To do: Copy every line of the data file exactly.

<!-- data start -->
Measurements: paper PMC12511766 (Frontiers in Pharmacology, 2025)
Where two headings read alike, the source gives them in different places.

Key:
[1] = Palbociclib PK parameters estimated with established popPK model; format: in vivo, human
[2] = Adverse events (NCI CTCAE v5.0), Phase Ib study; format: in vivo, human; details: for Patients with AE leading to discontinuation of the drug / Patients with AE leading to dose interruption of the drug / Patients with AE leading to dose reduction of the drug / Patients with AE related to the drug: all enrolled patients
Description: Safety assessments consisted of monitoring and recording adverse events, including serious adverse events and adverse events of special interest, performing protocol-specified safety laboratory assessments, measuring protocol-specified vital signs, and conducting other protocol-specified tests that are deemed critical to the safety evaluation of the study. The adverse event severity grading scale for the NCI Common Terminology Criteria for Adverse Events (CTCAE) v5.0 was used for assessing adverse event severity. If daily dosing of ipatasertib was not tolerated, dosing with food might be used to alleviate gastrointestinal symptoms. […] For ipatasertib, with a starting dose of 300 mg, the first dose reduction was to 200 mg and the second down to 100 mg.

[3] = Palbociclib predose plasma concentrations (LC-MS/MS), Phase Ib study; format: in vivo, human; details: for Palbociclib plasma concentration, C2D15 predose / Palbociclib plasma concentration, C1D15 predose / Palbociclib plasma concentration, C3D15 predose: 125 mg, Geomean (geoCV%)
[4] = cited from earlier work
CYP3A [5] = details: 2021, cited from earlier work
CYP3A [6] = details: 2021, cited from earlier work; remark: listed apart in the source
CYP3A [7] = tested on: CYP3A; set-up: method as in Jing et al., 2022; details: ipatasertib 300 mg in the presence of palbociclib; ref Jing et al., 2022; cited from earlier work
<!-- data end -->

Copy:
Measurements: paper PMC12511766 (Frontiers in Pharmacology, 2025)
Where two headings read alike, the source gives them in different places.

Key:
[1] = Palbociclib PK parameters estimated with established popPK model; format: in vivo, human
[2] = Adverse events (NCI CTCAE v5.0), Phase Ib study; format: in vivo, human; details: for Patients with AE leading to discontinuation of the drug / Patients with AE leading to dose interruption of the drug / Patients with AE leading to dose reduction of the drug / Patients with AE related to the drug: all enrolled patients
Description: Safety assessments consisted of monitoring and recording adverse events, including serious adverse events and adverse events of special interest, performing protocol-specified safety laboratory assessments, measuring protocol-specified vital signs, and conducting other protocol-specified tests that are deemed critical to the safety evaluation of the study. The adverse event severity grading scale for the NCI Common Terminology Criteria for Adverse Events (CTCAE) v5.0 was used for assessing adverse event severity. If daily dosing of ipatasertib was not tolerated, dosing with food might be used to alleviate gastrointestinal symptoms. […] For ipatasertib, with a starting dose of 300 mg, the first dose reduction was to 200 mg and the second down to 100 mg.

[3] = Palbociclib predose plasma concentrations (LC-MS/MS), Phase Ib study; format: in vivo, human; details: for Palbociclib plasma concentration, C2D15 predose / Palbociclib plasma concentration, C1D15 predose / Palbociclib plasma concentration, C3D15 predose: 125 mg, Geomean (geoCV%)
[4] = cited from earlier work
CYP3A [5] = details: 2021, cited from earlier work
CYP3A [6] = details: 2021, cited from earlier work; remark: listed apart in the source
CYP3A [7] = tested on: CYP3A; set-up: method as in Jing et al., 2022; details: ipatasertib 300 mg in the presence of palbociclib; ref Jing et al., 2022; cited from earlier work